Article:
Has this happened to you before? You like an artist and buy a few tracks from their album on iTunes. Then you realize that you really like the artist and want to buy the rest of the album. But if you buy each remaining song on the album separately, it costs more than if you just buy the entire album all at once. And many times, several tracks on the disc as well as the PDF booklet are only available if you purchase the entire album at once (iTunes calls them Album Only offerings).
I’ve run into this dilemma a few times before. Sometimes I’ll want to buy the entire album but won’t just because I don’t want to waste the money.
Apparently I’m not alone when it comes to this problem. If recent reports are true, Apple is supposedly going to credit iTunes users who purchase individual tracks before buying the entire album. For example, let’s say you bought two tracks from the new live Foo Fighters album for $0.99 each and the album is priced at $9.99. If you decided to buy the album later, Apple would charge you something like $8.01 instead and credit you for the tracks you already own.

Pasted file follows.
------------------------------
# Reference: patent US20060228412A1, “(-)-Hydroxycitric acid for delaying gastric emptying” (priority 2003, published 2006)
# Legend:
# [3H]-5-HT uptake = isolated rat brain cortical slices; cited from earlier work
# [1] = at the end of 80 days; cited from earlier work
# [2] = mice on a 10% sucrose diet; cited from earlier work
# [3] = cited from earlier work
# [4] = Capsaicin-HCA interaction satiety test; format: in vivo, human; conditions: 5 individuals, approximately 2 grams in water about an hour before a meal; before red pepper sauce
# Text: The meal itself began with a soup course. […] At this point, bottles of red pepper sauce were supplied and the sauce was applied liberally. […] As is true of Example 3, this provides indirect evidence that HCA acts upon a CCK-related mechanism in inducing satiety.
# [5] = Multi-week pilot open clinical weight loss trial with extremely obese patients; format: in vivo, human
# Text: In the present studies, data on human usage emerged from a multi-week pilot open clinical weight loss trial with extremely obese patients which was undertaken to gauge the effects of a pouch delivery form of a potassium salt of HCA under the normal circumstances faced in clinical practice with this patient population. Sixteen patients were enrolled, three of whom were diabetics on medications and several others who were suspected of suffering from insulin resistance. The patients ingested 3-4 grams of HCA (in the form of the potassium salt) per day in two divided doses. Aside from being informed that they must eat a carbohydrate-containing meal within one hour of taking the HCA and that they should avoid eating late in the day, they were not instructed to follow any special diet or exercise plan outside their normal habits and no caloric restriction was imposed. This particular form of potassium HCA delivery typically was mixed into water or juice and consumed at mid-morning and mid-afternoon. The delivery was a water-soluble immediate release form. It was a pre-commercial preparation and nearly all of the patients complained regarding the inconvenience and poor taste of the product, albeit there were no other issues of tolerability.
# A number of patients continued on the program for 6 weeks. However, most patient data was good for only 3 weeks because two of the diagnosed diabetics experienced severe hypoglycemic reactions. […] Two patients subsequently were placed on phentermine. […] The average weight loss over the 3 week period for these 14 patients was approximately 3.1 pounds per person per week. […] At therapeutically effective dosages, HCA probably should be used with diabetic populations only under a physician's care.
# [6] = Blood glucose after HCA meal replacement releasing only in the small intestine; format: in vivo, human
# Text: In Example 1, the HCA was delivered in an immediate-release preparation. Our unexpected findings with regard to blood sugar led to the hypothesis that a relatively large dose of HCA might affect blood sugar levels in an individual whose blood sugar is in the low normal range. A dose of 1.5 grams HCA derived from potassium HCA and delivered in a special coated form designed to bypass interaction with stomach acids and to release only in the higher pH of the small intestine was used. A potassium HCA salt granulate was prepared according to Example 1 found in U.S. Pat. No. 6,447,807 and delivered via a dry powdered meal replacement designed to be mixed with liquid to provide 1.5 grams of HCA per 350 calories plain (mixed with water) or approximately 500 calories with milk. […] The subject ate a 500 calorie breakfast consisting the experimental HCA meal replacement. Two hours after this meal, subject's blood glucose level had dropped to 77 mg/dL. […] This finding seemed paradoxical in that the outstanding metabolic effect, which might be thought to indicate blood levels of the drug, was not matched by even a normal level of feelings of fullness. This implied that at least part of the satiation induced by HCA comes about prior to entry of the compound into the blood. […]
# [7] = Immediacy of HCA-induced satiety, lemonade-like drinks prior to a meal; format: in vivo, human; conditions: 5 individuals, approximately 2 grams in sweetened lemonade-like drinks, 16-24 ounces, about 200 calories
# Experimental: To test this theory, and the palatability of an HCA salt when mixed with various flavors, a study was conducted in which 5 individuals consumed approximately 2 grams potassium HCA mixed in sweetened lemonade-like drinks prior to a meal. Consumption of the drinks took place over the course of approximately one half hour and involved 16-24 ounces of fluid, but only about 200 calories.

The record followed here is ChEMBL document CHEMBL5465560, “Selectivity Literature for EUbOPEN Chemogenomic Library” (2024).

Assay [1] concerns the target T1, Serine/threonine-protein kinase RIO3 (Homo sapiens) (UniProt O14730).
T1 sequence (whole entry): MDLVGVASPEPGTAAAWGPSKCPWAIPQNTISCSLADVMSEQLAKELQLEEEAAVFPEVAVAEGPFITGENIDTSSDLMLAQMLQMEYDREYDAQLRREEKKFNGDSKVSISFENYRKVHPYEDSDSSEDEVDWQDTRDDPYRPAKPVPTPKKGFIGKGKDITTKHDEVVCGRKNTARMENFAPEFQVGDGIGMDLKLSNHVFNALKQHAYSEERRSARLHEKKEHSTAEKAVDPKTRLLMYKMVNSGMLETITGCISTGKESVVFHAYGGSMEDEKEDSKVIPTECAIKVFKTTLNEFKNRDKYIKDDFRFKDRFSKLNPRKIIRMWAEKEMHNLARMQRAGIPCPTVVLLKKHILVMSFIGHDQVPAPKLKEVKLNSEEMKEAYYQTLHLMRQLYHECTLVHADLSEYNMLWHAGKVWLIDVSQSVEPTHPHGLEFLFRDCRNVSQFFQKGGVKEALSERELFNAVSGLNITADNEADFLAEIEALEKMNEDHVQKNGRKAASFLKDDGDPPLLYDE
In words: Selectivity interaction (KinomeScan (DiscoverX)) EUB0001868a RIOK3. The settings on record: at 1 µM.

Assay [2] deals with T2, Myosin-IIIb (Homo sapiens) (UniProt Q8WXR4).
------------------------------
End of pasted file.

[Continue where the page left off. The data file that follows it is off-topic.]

Why would Apple do this? Why not? Something as simple as this might be the deciding factor between you just buying 1 or 2 songs or the entire album on iTunes. And if you decide to buy the entire album, then everybody wins. You save some money and get the music you want. The record companies sell more albums (something they are struggling to do because everyone just buys singles now). And Apple makes a bigger commission.
It’s a great idea. I’m surprised Apple hasn’t done this in the iTunes Music Store since day one.
Frank Wilson is a retired teacher with over 30 years of combined experience in the education, small business technology, and real estate business. He now blogs as a hobby and spends most days tinkering with old computers. Wilson is passionate about tech, enjoys fishing, and loves drinking beer.